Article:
The American comic Dave Barry once quipped that camping was ‘nature’s way of promoting the motel business’.
Yet festival season forces thousands of us music-lovers to pack up our tents, ground mats and granola bars and make the trek to boggy British fields, risking life, limb and embarrassing failures of personal hygiene along the way.
When you get past a certain age the practices of washing yourself in beer every morning, enduring endless campfire murderings of Give Peace a Chance and surviving on ‘noodles a la salmonella’ begin to loose their charm. Who cares if your favourite band is playing the set of their lives on the main stage if you’re emptying your bowels into a foul-smelling chemical toilet situated behind the tribal drumming expo? Not me.
So if, like me, you’re approaching your Victor Meldrew years and despairing of being ever able to hear music al fresco again, fear not! The boutique festival is here to help and, it must be said, empty your pockets, too. Boutique festivals are aimed squarely and surely at the DINKY market: the couples whose dilated pupils met upon the dance tent just as Aphex Twin dropped Windowlicker, but now prefer to watch Glasto on the telly while they’re sipping Californian plonk.
Festival organisers have schemed for years on how to separate this newer, older generation of music fans from their larger disposable incomes, and it looks like they’ve finally hit on a winning combination. The ubiquity of these smaller, compact outings is confirmed this year by the arrival of Scotland’s very own, the Connect Festival, a kind of older, wiser, cleaner sibling to T in the Park.
You know something’s really arrived when the Scots get around to it: we’re notoriously poor early adopters, distrustful of anything new and, well, English, fer chrissake. And so it’s possible to look upon Connect with some cynicism, being set in the grounds of Inverary Castle and all that.
The thing is, Connect has a gob-smackingly awesome musical lineup. Possibly the lineup of 2007’s festival season. No nights are dominated by one musical genre, with a good sensible mix of younger bands at the bottom and established acts filling the later and longer timeslots. Connect’s main stage is headlined by Beastie Boys, Primal Scream and Bjork and overall, a sense that more does not necessarily mean better – see our review of Field Day as proof of the hubris of some festival organisers.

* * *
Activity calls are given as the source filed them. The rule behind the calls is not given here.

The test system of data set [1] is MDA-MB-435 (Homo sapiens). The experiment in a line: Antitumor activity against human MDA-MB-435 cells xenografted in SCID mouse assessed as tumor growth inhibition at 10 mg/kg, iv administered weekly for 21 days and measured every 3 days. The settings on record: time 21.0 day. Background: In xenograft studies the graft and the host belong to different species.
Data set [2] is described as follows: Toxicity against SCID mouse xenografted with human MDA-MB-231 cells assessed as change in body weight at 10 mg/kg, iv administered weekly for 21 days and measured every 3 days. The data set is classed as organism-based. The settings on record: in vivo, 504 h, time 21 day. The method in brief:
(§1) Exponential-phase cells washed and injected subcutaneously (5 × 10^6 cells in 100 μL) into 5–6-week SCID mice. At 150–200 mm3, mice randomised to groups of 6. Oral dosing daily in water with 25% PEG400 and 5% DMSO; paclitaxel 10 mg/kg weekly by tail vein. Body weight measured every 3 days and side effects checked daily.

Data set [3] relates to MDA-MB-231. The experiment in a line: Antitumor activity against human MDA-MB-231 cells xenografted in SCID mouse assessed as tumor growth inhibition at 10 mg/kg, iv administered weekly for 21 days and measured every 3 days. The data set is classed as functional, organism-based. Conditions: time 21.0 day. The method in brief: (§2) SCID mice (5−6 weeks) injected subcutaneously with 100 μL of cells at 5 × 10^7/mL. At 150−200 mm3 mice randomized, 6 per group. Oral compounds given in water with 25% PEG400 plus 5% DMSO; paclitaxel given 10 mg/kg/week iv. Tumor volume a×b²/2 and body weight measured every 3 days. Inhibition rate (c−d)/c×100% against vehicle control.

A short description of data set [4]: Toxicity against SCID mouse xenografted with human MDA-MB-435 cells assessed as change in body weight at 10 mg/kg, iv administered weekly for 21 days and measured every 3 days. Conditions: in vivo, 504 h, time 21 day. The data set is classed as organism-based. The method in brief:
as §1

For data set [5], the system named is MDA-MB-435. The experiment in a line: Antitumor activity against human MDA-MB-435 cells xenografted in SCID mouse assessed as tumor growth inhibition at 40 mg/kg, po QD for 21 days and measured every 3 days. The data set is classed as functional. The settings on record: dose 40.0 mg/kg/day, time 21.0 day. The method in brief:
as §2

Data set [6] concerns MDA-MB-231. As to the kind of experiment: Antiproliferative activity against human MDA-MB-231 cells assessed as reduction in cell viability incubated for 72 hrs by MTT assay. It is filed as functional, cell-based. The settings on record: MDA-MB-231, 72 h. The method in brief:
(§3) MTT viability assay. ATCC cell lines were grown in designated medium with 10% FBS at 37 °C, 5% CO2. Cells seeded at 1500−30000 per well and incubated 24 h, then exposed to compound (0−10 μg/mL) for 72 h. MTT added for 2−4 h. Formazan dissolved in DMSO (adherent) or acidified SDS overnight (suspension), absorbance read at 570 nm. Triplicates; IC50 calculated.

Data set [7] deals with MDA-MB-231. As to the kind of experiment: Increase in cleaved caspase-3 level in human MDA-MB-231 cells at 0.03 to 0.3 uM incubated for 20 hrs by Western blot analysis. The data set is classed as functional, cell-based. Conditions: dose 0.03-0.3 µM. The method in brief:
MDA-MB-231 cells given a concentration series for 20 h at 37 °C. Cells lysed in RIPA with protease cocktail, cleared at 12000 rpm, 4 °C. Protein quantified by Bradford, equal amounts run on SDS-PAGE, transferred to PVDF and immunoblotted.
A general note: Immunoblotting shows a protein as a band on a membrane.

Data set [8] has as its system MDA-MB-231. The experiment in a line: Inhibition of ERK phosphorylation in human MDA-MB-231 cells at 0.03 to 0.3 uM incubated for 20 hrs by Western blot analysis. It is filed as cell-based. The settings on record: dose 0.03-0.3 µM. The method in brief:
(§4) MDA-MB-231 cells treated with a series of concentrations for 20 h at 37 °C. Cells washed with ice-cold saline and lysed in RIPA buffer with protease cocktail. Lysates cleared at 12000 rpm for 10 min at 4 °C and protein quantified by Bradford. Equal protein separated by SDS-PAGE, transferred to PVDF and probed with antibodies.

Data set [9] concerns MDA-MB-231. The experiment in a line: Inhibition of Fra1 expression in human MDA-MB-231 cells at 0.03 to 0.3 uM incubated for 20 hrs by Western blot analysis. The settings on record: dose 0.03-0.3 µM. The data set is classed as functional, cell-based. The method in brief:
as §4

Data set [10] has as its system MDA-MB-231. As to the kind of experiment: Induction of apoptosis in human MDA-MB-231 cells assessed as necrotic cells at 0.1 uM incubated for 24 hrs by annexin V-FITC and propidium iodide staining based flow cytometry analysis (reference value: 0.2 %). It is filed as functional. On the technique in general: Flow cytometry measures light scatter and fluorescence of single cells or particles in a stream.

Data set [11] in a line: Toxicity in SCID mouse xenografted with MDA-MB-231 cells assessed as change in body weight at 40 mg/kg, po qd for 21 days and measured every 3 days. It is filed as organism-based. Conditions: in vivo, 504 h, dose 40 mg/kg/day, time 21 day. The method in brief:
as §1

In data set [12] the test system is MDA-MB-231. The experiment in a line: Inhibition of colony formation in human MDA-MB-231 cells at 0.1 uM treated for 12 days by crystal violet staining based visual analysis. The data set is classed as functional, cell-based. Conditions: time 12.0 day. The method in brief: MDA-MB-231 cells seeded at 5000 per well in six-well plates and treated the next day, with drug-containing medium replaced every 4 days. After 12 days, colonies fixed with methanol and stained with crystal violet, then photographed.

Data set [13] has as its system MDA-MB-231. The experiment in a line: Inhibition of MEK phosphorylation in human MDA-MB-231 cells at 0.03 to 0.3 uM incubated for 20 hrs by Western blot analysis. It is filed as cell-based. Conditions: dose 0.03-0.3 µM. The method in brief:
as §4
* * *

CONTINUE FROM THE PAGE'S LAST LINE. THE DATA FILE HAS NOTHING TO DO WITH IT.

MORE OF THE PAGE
There are an embarrassment of musical riches on offer: chief amongst them on the main stage will be the reformed Jesus and Mary Chain, back to show the Black Rebel Motorcycle Club how frizzy-haired scuzz-rock should be done; Edinburgh’s own Fire Engines, back to show Franz Ferdinand how angular intellecto-rock should be done; and LCD Soundsystem, back to show, well, just back, really.
Delights on the smaller stages include a rare Scottish gig for The Bays, the UK’s best live-band-who-don’t-realise-records, the made-in-heaven double feature of Slam followed by The Black Dog on the Manicured Noise Stage, Nathan Fake’s nursery rhyme minimalist techno, Teenage Fanclub and Big Star with their teenage symphonies to God, and finally, and sadly, Aerogramme’s last ever gig.
It maybe all seems a bit sensible and grown-up: forget plastic cups filled with beer of dubious parentage, instead get ready to have your taste buds tickled and your neurons muddled via the festival’s rather more salubrious choice of the Loch Fyne Whiskies Bar, transported from nearby Inverary for the weekend. Or chill out in the Kopparberg Cider Garden, schlop some Loch Fyne oysters, or even enjoy the cabaret vibe with Club Noir and Vegas in their Unknown Pleasures tent. The festival has a rather sensible (there’s that word again) 2am curfew, too, so you can stick around and enjoy some of the later DJ sets, or just enjoy the spectacular scenery. Take an umbrella though, this is Scotland after all.